The study of psychology has always been fascinating to me. Why? Because I have yet to find a discipline in existence more capable of helping me to determine why I behave the way that I do. Whether that be based on being picked up too much or too little as an infant, getting too much exposure to television at an early age, or not getting to play with my favorite toy when I really wanted to, I hold strong that my previous experiences chiefly form the lenses in which I view life today. Call it my belief system or organizing principle, psychology enables me to bring all of those behavior patterns out into the open so that the ones which no longer work can be changed (by me).
The problem with the above, however, is that I can only take it so far. Meaning, psychology is a great mapping tool, but if I’m ever to get off the merry-go-round of my mind I must find a way to transcend the story, enter the body, and make conscious connection with something much deeper. Enter meditation.
Author Jeffrey Rubin shares a similar perspective. He and his new book, The Art of Flourishing: A New East-West Approach to Staying Sane and Finding Love in an Insane World are the topics of this recent Huffington Post by Jesse Kronbluth. Rubin, who applies a psychology and meditation hybrid, has found that meditation helps to quiet and focus the mind. In doing so, unconscious psychological material is more freely able to come into consciousness.
And what’s the point of all of this? According to Rubin, to flourish.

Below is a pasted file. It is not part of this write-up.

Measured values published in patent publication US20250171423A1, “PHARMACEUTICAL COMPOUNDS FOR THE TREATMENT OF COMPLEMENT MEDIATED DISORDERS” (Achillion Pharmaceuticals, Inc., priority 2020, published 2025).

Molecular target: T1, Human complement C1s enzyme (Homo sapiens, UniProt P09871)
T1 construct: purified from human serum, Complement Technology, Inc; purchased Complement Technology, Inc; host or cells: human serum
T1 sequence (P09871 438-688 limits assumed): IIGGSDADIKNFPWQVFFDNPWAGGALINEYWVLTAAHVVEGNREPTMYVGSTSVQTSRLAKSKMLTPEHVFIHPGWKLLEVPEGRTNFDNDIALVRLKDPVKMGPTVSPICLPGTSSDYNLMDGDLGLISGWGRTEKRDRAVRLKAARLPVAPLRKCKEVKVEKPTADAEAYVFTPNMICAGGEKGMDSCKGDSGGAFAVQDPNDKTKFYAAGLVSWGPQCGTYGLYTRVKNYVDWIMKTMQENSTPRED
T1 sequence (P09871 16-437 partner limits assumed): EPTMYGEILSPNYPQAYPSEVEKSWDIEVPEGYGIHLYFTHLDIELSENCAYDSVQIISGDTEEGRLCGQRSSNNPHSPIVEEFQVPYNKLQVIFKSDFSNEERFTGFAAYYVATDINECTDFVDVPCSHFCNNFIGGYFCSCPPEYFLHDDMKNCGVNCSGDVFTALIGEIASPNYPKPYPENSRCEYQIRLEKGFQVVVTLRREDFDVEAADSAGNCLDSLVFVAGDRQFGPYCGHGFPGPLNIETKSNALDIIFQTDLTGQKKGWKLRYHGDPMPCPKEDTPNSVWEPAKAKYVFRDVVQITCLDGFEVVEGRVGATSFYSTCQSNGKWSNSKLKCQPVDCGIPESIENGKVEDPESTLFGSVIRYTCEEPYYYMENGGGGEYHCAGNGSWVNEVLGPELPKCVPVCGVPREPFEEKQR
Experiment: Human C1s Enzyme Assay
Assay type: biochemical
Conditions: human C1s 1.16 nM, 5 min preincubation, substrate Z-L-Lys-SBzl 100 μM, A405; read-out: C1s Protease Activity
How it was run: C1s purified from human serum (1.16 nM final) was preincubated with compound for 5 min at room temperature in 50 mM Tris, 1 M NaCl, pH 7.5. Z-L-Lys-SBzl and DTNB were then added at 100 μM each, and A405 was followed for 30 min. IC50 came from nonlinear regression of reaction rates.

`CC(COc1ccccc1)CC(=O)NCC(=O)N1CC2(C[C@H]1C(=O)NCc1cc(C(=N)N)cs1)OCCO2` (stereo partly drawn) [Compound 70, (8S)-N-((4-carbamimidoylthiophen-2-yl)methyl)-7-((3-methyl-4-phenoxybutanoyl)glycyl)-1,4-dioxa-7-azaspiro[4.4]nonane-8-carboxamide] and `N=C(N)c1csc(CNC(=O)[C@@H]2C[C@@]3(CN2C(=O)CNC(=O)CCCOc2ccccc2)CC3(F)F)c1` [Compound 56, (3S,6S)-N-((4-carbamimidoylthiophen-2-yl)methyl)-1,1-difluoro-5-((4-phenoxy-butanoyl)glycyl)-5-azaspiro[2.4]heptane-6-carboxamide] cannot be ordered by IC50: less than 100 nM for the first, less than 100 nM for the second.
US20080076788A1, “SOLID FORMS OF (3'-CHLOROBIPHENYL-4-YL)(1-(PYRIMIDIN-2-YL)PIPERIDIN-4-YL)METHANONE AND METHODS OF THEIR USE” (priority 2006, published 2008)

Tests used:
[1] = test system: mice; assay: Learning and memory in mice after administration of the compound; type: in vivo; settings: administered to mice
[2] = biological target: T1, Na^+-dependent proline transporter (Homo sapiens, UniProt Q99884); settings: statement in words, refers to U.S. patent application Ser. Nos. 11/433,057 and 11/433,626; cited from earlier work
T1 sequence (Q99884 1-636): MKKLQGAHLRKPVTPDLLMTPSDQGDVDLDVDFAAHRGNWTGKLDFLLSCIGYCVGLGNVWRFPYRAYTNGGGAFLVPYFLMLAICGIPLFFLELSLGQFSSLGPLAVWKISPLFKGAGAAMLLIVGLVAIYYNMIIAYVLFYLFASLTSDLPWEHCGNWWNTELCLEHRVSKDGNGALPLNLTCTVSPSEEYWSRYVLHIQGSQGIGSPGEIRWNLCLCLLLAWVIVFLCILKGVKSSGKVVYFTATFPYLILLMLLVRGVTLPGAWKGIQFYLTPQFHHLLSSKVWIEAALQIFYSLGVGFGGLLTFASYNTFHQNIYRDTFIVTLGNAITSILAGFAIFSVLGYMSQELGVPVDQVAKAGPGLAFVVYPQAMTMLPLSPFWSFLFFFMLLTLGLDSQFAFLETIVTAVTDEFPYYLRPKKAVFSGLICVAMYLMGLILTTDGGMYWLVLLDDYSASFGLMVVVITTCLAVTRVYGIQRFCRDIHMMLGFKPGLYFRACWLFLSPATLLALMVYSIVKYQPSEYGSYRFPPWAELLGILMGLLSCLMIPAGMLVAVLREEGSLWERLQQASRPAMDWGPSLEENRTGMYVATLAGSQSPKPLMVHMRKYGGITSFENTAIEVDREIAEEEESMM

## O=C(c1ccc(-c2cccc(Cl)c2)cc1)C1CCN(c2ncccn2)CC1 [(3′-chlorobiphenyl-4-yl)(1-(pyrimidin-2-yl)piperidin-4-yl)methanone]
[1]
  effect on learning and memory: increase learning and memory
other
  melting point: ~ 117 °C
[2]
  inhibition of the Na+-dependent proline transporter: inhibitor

Jesse Kornbluth: So, Doctor Rubin, what is “flourishing?”
Jeffrey Rubin: Here’s the short answer: Flourishing is cultivating better relationships by enriching one’s self-care and self-awareness.
Now I’ll give you the longer version. For me, flourishing begins with resisting the frenetic pace and the bombardment of information and expanding inner space. Meditation and yoga, reading and music help me access inner space. You might get there by walking in nature, writing in a journal or cooking a meal.
I thrive when I appreciate beauty, so I try to remain alert to three areas — physical beauty, the virtuosity of artists, athletes, and performers and admirable deeds and virtuous character.
We are what we care about. Another important aspect of flourishing for me is living my highest values. And when there is a gap between my ideals and my behavior — which there sometimes is — I try to lessen it. These gaps signal what I need to work on.
Read more from Rubin on using meditation and psychology to enrich your life here.